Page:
Smart caption glasses are a revolutionary new way for people with hearing loss to enjoy performances at the National Theatre.
When wearing the glasses, audience will see a transcript of the dialogue and descriptions of the sound from a performance displayed on the lenses of the glasses. Smart caption glasses are the culmination of a 4 year collaboration between the National Theatre and speech and language experts led by Professor Andrew Lambourne.
The theater is testing this pilot program for the technology for all performances, also plans to make the glasses available for all of its performances during the 2019 season.
The headset, manufactured by Epson in partnership with the Royal National Theatre, is heavier than normal reading glasses but much lighter than bulky virtual reality headsets. The lenses look like a typical pair ofglasses, but they fit inside a large gray casing that sits on the sides of your head. When you look through the glasses, closed captions scroll across the bottom of the augmented reality lenses.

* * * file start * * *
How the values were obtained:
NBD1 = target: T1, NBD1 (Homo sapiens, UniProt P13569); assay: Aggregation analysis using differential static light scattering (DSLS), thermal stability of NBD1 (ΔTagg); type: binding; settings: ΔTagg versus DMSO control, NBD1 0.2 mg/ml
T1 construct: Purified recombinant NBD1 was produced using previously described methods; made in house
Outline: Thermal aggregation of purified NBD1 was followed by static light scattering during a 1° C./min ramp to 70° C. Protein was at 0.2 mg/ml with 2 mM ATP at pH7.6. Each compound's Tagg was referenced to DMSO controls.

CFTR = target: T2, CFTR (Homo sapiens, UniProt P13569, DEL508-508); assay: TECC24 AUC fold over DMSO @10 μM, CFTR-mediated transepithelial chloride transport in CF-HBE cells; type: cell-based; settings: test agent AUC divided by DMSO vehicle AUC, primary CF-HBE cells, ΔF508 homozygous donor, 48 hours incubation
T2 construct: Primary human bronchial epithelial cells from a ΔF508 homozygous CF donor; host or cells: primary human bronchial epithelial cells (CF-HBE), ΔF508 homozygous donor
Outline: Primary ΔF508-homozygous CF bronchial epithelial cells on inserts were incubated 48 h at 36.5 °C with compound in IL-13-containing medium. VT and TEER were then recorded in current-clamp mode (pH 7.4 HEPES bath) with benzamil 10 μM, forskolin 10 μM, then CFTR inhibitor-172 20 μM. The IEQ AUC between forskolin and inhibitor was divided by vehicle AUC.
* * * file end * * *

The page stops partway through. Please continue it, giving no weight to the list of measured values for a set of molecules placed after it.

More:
(Video by Youtube.)
A handheld keypad is attached to the glasses via cable to allow each user to customize the color, size and position of the closed captions. Changing the positioning of the text is key for user comfort.
The biggest challenge is finding the common spot of balancing the captions in the foreground with the theater performance in the background.
The technology has been successfully used in US movie theaters also, but the Royal National Theatre’s challenges are greater because their performances are live in London.
Campaigners for the deaf caution there is no single device or system that will work for all members of the deaf community, but say the availability of this type of device at every Royal National Theatre performance is as much a game changer as the actual technology.
The former president of the National Cued Speech Association, Sarina Roffé, believes it is a concrete step toward making live performances more inclusive.
“This new technology allows the deaf and hard of hearing to have complete access,” Roffé said. “It’s really amazing how far we’ve advanced and how it has positively affected the quality of life for people who are deaf and hard of hearing.”